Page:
Next big thing in foodservice marketing: silent movies?

271-silent moviesI was skeptical at first, but a client recently insisted on producing two silent movies.  Food product demo videos without any narration.  No spokesperson.   No voice clues whatsoever.

Sure, the no-voice thing works for highly branded consumer commercials, ala Apple.

But the silent approach goes against three fundamental principles when it comes to B2B videos that need to educate more than inspire.

  • Avoid elaborate graphics and special effects. Invest in teaching about a product.  Substance is more important than style.
  • Keep words on the screen to a minimum because nobody reads much.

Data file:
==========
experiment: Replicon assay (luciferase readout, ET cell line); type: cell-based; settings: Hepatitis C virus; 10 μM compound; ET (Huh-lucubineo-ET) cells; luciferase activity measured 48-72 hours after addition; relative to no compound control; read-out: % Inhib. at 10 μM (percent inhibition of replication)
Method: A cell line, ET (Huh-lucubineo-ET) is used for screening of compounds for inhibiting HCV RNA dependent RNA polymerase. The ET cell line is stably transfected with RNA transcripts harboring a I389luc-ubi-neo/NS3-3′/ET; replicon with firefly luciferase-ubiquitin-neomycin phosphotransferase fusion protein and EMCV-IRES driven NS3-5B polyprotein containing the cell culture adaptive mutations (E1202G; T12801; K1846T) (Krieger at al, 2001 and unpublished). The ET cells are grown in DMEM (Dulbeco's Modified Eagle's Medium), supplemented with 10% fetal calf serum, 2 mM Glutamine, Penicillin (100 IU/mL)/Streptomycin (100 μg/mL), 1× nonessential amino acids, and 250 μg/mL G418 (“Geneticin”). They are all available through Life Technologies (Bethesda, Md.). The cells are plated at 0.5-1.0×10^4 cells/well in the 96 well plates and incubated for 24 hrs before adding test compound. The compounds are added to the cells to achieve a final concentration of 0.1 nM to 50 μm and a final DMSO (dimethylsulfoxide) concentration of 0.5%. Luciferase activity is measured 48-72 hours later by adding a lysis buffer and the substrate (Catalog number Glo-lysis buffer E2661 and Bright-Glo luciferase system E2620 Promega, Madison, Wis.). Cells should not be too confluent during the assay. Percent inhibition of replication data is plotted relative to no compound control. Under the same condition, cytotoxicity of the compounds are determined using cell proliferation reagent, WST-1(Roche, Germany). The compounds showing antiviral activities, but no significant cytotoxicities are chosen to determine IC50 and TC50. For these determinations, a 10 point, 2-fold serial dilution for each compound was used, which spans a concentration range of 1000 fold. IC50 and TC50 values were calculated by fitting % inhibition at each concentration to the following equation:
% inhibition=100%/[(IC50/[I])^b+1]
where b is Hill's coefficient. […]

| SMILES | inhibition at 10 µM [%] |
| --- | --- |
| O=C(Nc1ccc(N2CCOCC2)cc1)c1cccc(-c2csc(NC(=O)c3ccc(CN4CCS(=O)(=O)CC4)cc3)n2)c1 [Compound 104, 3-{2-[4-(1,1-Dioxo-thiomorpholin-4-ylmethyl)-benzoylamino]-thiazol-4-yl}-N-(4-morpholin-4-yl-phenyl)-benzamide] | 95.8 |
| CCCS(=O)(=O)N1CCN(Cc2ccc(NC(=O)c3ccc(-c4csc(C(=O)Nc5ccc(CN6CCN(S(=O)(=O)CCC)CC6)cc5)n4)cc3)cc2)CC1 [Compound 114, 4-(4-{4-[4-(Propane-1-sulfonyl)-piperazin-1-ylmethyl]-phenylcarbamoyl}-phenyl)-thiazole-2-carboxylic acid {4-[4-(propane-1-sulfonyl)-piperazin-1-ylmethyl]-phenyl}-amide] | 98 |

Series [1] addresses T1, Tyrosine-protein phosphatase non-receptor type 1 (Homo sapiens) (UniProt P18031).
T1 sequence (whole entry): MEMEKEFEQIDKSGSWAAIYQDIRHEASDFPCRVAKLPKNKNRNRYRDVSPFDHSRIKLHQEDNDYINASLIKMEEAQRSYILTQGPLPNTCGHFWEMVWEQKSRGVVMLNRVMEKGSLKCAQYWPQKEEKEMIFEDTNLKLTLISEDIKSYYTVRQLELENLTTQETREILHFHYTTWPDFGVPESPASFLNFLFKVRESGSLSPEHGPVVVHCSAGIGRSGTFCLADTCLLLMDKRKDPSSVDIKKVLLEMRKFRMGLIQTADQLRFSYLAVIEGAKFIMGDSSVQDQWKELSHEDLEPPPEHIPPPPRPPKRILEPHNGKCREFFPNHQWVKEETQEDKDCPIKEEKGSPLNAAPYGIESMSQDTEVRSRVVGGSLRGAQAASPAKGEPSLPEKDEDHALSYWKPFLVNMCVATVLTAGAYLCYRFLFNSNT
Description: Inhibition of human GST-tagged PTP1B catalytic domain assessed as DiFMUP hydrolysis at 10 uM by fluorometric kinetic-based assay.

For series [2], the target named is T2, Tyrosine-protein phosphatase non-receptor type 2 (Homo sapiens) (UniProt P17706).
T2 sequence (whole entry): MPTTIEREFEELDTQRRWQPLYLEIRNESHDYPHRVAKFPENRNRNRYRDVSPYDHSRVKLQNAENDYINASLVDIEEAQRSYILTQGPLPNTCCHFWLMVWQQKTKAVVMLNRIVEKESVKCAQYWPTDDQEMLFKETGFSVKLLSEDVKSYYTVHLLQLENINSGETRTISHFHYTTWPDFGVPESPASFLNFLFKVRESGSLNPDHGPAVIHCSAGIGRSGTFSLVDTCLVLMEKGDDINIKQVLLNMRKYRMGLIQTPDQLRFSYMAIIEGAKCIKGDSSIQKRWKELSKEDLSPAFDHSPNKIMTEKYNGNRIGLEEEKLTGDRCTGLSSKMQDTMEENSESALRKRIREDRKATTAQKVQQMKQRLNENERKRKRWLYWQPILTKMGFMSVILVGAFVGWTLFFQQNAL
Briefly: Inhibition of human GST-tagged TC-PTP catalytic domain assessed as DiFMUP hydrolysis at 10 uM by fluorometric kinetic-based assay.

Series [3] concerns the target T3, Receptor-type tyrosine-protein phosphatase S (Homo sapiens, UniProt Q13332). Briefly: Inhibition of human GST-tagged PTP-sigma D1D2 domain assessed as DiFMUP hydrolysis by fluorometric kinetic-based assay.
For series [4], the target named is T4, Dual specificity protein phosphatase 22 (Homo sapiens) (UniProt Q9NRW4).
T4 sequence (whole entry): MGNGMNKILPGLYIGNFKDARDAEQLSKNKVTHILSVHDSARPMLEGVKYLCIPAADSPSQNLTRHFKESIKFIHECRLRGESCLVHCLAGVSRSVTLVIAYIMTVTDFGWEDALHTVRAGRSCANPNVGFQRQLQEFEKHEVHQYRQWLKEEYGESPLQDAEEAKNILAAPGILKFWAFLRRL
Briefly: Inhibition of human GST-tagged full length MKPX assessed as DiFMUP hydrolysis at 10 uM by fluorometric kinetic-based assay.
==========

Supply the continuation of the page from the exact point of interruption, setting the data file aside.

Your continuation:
• And (here’s the kicker) provide a well-paced voice to emphasize important points being shown on the screen. It’s natural to listen and watch — it’s bred in all of us since kindergarten!

Those principles come from restaurant operators who tell me they just want the facts with little fanfare.  And they like to see products in action like a video provides.

Why silent movies may work

Without the voice, one’s eyes seem to focus better on the short captions that pop up occasionally.  And, frankly, we probably did a better job at using close-up shots to show details we might otherwise pass by.

And perhaps best of all, silent movies solve an issue many brokers and sales reps have with videos — the awkwardness of standing next to a customer as she watches a narrated video.

With no voice over, it’s quite natural for a rep to chime in with some informal narration along the way.

Silent movies might just might make sense.  We’ll soon find out.